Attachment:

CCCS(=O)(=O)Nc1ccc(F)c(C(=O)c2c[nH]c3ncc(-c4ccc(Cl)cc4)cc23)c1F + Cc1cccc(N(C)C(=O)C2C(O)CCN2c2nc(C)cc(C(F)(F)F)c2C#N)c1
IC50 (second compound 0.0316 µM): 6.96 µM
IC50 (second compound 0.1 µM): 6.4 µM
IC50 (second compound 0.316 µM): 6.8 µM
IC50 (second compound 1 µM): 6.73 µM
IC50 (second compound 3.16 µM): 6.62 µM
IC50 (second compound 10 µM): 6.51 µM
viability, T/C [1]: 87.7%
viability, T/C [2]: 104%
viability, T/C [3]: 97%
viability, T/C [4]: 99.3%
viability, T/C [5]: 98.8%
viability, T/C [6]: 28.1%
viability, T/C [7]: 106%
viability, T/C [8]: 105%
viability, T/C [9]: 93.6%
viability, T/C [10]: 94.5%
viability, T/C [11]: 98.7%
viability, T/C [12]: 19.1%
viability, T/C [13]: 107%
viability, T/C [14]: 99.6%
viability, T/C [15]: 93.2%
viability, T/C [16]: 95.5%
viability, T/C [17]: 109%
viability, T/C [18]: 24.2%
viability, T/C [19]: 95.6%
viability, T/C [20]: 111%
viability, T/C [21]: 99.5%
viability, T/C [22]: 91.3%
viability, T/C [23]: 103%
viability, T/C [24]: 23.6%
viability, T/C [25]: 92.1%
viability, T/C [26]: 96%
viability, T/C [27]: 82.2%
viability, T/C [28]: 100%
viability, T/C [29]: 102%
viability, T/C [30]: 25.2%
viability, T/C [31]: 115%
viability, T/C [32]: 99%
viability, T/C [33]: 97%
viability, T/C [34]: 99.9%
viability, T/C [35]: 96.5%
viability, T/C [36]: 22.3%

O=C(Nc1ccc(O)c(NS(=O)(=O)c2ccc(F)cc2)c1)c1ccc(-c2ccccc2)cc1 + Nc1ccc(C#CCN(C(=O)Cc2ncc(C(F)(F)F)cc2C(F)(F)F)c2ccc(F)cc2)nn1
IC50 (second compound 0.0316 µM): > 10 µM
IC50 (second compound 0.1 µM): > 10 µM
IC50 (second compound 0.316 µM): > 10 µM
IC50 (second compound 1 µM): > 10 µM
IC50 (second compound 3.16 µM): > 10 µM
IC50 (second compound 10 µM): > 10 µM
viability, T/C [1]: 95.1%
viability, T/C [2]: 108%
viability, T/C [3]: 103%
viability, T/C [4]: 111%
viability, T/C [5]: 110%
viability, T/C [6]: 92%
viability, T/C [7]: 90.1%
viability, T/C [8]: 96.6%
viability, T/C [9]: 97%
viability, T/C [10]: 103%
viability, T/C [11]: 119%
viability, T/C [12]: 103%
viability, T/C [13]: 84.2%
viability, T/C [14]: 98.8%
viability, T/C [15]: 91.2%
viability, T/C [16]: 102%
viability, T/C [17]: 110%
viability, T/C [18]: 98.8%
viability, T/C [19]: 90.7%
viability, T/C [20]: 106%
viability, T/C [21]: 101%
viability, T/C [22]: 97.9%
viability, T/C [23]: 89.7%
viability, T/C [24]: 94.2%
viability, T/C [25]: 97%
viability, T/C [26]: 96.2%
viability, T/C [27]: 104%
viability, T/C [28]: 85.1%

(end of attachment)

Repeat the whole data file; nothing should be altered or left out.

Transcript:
CCCS(=O)(=O)Nc1ccc(F)c(C(=O)c2c[nH]c3ncc(-c4ccc(Cl)cc4)cc23)c1F + Cc1cccc(N(C)C(=O)C2C(O)CCN2c2nc(C)cc(C(F)(F)F)c2C#N)c1
IC50 (second compound 0.0316 µM): 6.96 µM
IC50 (second compound 0.1 µM): 6.4 µM
IC50 (second compound 0.316 µM): 6.8 µM
IC50 (second compound 1 µM): 6.73 µM
IC50 (second compound 3.16 µM): 6.62 µM
IC50 (second compound 10 µM): 6.51 µM
viability, T/C [1]: 87.7%
viability, T/C [2]: 104%
viability, T/C [3]: 97%
viability, T/C [4]: 99.3%
viability, T/C [5]: 98.8%
viability, T/C [6]: 28.1%
viability, T/C [7]: 106%
viability, T/C [8]: 105%
viability, T/C [9]: 93.6%
viability, T/C [10]: 94.5%
viability, T/C [11]: 98.7%
viability, T/C [12]: 19.1%
viability, T/C [13]: 107%
viability, T/C [14]: 99.6%
viability, T/C [15]: 93.2%
viability, T/C [16]: 95.5%
viability, T/C [17]: 109%
viability, T/C [18]: 24.2%
viability, T/C [19]: 95.6%
viability, T/C [20]: 111%
viability, T/C [21]: 99.5%
viability, T/C [22]: 91.3%
viability, T/C [23]: 103%
viability, T/C [24]: 23.6%
viability, T/C [25]: 92.1%
viability, T/C [26]: 96%
viability, T/C [27]: 82.2%
viability, T/C [28]: 100%
viability, T/C [29]: 102%
viability, T/C [30]: 25.2%
viability, T/C [31]: 115%
viability, T/C [32]: 99%
viability, T/C [33]: 97%
viability, T/C [34]: 99.9%
viability, T/C [35]: 96.5%
viability, T/C [36]: 22.3%

O=C(Nc1ccc(O)c(NS(=O)(=O)c2ccc(F)cc2)c1)c1ccc(-c2ccccc2)cc1 + Nc1ccc(C#CCN(C(=O)Cc2ncc(C(F)(F)F)cc2C(F)(F)F)c2ccc(F)cc2)nn1
IC50 (second compound 0.0316 µM): > 10 µM
IC50 (second compound 0.1 µM): > 10 µM
IC50 (second compound 0.316 µM): > 10 µM
IC50 (second compound 1 µM): > 10 µM
IC50 (second compound 3.16 µM): > 10 µM
IC50 (second compound 10 µM): > 10 µM
viability, T/C [1]: 95.1%
viability, T/C [2]: 108%
viability, T/C [3]: 103%
viability, T/C [4]: 111%
viability, T/C [5]: 110%
viability, T/C [6]: 92%
viability, T/C [7]: 90.1%
viability, T/C [8]: 96.6%
viability, T/C [9]: 97%
viability, T/C [10]: 103%
viability, T/C [11]: 119%
viability, T/C [12]: 103%
viability, T/C [13]: 84.2%
viability, T/C [14]: 98.8%
viability, T/C [15]: 91.2%
viability, T/C [16]: 102%
viability, T/C [17]: 110%
viability, T/C [18]: 98.8%
viability, T/C [19]: 90.7%
viability, T/C [20]: 106%
viability, T/C [21]: 101%
viability, T/C [22]: 97.9%
viability, T/C [23]: 89.7%
viability, T/C [24]: 94.2%
viability, T/C [25]: 97%
viability, T/C [26]: 96.2%
viability, T/C [27]: 104%
viability, T/C [28]: 85.1%